14 December 2007 00:03 [Source: ICIS news]
The Senate voted 86-8 to approve HR-6, the “Energy Independence and Security Act of 2007,” after Democrat sponsors of the legislation stripped out a provision that would have raised taxes on domestic oil and gas production, a measure that drew major opposition from Republicans.
In addition to the new mandate for biofuels production, the bill sets a new automobile fuel efficiency standard of an average 35 miles per gallon (mpg) for cars manufactured in the US, an increase of 10 mpg over the 32-year-old current standard.
In the ethanol-boosting renewable fuels standard (FRS), the Senate bill specifies that at least 21bn gal/year of the new 2022 target of 36bn gal/year must come from cellulosic-based production.
Biofuels producers said the new mandate was necessary to help advance the domestic renewable fuels industry, especially cellulosic ethanol, which uses non-food feedstock such as corn stover, grasses and wood chips.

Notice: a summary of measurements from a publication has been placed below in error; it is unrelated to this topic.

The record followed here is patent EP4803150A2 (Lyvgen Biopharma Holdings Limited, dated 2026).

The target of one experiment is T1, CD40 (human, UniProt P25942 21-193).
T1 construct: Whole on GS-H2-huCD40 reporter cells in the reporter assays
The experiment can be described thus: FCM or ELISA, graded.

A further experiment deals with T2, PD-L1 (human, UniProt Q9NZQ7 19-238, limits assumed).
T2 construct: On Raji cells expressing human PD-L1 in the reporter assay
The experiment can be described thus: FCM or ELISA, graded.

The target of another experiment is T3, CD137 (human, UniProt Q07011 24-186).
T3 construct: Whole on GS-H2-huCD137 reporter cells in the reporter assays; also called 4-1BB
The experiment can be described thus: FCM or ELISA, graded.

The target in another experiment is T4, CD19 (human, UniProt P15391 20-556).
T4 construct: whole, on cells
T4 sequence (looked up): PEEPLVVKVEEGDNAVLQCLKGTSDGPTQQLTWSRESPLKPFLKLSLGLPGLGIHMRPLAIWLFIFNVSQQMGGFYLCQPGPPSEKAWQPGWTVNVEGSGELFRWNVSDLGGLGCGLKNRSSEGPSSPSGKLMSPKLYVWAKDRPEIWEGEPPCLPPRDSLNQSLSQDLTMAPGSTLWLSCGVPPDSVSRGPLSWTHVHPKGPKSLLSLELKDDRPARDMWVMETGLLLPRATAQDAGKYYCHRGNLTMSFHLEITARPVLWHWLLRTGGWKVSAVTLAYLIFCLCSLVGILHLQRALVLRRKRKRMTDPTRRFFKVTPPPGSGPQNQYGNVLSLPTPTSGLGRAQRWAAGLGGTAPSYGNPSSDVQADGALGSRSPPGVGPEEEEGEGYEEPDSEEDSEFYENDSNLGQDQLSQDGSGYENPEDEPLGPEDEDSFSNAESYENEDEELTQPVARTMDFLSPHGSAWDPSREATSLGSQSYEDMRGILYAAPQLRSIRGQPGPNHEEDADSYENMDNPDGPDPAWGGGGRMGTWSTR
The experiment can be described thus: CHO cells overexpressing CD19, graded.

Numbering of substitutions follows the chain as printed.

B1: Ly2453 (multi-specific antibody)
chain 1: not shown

Critics of the legislation have argued that the technology needed to bring cellulosic ethanol production to cost-effective commercial volumes has yet to be developed and is by no means certain.
Although hailed by US bio-ethanol producers, the new biofuels mandate also has been widely criticised by US refiners as unrealistic and a possible threat to hopes for increases in production of conventional gasoline fuels.
The huge new biofuels mandate has come under criticism from US cattle, poultry and other food producers on grounds that it will further increase prices for corn.
However, bio-ethanol remains heavily favoured in Congress, especially among the many members representing farm states.
The Senate bill approved by the Senate on Thursday must now go back to the House of Representatives, where likely approval is expected next week.
A spokesman for the Renewable Fuels Association (RFA), the US bio-ethanol trade group, said following the Senate vote Thursday that the association is "confident the measure will pass in the House".
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